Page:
de Beaumont Foundation President & CEO, Ed Hunter, explores the ways that policy can impact quality of life and health in your city and discusses the de Beaumont Foundation’s new CityHealth project. Read Improving Your City’s Health and Quality of Life: How You Can Lead on Medium.
Engagement is the key to effective instruction.
A direct path to engagement is simply to tell a good story.
Documentary film, done well, can engage and instruct through storytelling. Consider Ken Burns’ The Civil War. Presented to the Public Broadcasting Service audience as a niche product – a miniseries exploring at length an era most people may have had their fill of in grade school – the film surprised Burns and PBS when it became a national phenomenon.
The Civil War also found its way into the classroom. Used as a means to engage students in the topic, it provides a jumping-off point for discussion, interpretation, and further study. Burns says, in his introduction to the PBS site devoted to educational use of the film, “The series can’t replace the teacher or the classroom, but in conjunction with what you as the teacher do, it can make the era come alive in a way never before possible. In many ways, the series asks as many questions as it answers and should serve as a starting point for active learning and classroom discussion.”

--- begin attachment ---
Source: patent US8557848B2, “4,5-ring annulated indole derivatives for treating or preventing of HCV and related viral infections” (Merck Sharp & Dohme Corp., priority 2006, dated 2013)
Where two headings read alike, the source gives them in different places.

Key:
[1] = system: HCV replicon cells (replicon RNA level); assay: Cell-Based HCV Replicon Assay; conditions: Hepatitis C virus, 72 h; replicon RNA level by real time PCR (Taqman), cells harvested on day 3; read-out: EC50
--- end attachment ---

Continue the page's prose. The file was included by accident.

Even when excellent course materials are available, the addition of documentary film to teaching brings a number of enhancements.
- Flexibility for the instructor: A course will be structured in specific ways, and generally must be presented in its entirety and in sequence. A film can be viewed at any time and excerpted as needed.
- Lower cognitive load for the learner: Viewing a film demands less of the audience than reading text or clicking through a course. The learner follows along with the story without conscious effort.
- Easy sell: “Watch this” (at home, in class, on a phone) is an easy task to assign and to complete. Much easier than “read pages 148-207” or “complete Module 5.”